The truth is neither my audience nor your audience comes away saying "their drums sound is so consistent night after night" nor "they play with such energy and compassion". They either connect and identify with your performance or they don't...and that has less to do with your equipment and more to do with the professionalism, authenticity and novelty of your presentation. In all likelihood, in the vast majority of cases audiences can't really distinguish between your band and 2,000 others they could be watching...unless you're SIGNIFICANTLY different. Generally speaking that's because the musicians onstage are more self-absorbed with what THEY want than what might catch the audience's attention as "something fresh and different".

Live music is ultimately a business, with an extraordinarily high failure rate. The tools we use (the equipment) is really not a major point in that success and failure...although we'd like to believe it is. Planning, preparation, creativity, passion, and DISCIPLINE are the major factors that really determine the longevity and success of a band just as they are in any business. The lack of such things is a major reason why the live music environment is so dismal today as compared to 40 years ago when the vast majority of musicians SOLE source of income came from playing 6 nights a week in thousands of clubs across the nation. In that environment you were either a professional, or you weren't booked. Nowdays you're lucky to be booked twice a week...so it takes MUCH longer to mature professionally.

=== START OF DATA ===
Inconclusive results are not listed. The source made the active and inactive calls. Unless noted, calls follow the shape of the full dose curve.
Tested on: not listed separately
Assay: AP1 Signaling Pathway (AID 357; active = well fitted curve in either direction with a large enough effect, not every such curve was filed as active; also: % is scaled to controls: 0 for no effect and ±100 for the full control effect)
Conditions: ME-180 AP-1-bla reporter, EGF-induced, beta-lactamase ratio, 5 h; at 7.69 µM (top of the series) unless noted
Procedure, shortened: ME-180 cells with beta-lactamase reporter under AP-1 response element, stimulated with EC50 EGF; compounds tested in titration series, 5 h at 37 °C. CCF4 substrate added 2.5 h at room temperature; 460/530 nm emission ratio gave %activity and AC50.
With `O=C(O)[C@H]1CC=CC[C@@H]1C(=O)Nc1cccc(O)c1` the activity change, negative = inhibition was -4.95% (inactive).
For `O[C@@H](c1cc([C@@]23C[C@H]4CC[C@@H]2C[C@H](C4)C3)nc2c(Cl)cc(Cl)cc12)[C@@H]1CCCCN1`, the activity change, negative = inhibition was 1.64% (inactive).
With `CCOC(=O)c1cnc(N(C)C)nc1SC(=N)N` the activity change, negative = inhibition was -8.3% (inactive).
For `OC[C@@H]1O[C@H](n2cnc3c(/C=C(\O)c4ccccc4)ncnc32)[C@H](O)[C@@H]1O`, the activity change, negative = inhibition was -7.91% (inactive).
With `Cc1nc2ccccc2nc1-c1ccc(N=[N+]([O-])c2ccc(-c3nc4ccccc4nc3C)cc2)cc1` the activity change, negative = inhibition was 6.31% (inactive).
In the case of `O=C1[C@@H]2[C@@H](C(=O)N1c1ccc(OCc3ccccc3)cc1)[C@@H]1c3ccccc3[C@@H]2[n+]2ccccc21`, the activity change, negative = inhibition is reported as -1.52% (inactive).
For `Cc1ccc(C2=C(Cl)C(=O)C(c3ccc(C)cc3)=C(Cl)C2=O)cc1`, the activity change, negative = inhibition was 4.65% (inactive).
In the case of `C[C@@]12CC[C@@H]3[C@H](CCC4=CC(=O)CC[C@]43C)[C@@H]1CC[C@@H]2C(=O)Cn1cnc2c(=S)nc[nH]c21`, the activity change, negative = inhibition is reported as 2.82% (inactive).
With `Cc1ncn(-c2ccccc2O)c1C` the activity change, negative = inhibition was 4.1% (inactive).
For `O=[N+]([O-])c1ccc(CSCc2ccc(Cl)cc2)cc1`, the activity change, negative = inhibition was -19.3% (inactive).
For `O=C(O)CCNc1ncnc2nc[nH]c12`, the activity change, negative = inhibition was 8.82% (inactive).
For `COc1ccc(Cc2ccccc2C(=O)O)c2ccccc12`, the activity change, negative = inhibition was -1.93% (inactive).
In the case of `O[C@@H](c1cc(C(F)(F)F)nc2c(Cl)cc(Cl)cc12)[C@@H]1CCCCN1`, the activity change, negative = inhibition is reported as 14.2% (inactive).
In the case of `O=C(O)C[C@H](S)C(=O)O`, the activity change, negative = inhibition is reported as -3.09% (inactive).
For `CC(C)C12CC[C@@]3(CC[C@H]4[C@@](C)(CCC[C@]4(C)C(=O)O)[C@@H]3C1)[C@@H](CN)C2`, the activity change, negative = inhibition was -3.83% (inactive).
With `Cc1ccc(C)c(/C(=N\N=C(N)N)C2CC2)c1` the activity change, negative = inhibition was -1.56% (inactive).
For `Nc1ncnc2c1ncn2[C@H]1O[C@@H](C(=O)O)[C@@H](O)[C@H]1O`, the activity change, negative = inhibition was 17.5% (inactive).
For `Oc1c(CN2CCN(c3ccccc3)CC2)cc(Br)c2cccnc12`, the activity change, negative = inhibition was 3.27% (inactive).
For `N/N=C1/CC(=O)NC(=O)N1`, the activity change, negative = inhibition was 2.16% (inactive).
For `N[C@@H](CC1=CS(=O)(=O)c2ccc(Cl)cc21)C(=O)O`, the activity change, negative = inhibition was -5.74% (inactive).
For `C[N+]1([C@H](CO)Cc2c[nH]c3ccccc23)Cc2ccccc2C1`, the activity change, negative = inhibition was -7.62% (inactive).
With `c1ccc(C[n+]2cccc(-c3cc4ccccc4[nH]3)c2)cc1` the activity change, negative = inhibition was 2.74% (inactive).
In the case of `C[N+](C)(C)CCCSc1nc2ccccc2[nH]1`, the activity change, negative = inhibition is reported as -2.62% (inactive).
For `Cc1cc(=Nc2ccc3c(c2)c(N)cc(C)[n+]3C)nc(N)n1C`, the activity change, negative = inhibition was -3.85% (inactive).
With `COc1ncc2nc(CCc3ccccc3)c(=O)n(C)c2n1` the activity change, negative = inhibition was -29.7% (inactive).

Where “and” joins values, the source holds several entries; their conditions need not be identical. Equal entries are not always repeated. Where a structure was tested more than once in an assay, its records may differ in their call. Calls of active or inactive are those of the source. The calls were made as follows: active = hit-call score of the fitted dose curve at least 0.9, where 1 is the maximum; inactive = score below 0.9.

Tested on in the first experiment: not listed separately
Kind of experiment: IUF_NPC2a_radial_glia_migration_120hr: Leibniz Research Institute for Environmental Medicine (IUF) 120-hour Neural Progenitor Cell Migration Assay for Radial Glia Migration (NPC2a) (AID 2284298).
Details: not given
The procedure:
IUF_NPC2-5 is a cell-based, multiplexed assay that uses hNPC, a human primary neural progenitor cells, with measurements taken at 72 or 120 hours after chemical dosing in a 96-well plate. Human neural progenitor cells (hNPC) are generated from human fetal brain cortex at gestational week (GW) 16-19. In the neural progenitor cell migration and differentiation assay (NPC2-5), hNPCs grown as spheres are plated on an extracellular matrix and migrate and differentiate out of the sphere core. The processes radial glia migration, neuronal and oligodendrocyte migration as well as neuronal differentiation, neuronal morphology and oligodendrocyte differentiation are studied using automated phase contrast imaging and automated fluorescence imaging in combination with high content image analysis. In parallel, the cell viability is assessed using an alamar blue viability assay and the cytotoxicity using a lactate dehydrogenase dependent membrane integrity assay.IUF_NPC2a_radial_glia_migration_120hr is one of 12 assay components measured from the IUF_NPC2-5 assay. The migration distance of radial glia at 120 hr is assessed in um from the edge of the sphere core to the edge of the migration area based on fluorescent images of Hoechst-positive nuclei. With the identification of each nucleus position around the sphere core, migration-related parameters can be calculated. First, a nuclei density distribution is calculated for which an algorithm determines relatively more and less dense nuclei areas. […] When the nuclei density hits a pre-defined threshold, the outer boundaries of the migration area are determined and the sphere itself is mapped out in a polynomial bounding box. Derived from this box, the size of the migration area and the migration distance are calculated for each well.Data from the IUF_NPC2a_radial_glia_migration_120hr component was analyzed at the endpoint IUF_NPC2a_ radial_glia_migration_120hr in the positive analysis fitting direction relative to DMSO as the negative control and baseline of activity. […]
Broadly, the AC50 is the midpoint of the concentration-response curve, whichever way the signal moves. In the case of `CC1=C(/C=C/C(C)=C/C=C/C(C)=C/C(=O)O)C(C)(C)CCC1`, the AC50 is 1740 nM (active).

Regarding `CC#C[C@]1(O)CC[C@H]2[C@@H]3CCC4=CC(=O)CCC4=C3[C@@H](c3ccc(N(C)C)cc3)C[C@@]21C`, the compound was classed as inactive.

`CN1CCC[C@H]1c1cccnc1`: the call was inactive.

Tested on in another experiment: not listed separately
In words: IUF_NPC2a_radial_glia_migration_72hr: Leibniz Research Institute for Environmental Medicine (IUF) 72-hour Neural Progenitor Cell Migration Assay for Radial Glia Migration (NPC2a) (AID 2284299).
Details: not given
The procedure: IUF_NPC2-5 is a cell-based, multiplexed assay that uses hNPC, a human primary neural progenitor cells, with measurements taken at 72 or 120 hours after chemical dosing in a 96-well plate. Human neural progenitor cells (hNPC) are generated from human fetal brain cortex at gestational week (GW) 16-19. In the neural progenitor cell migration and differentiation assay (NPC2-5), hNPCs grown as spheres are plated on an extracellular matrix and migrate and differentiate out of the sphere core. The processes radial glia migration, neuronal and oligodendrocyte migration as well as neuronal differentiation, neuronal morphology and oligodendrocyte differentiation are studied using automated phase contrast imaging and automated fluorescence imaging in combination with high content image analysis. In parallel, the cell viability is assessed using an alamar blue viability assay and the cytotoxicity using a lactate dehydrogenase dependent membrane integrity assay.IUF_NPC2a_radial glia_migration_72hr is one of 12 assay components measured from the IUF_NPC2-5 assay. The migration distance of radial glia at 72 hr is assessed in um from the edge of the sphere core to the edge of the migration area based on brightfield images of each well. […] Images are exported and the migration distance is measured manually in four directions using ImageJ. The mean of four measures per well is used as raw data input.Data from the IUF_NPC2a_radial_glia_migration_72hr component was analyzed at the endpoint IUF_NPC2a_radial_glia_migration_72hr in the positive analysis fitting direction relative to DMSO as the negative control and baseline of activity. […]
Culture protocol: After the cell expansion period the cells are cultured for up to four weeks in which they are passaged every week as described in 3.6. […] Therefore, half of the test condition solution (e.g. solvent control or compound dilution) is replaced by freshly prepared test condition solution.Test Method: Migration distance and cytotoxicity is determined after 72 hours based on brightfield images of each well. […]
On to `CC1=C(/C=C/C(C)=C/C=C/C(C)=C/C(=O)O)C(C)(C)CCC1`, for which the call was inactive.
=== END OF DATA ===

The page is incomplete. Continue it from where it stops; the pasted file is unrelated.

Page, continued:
Old 9th November 2013
  #171
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Quote: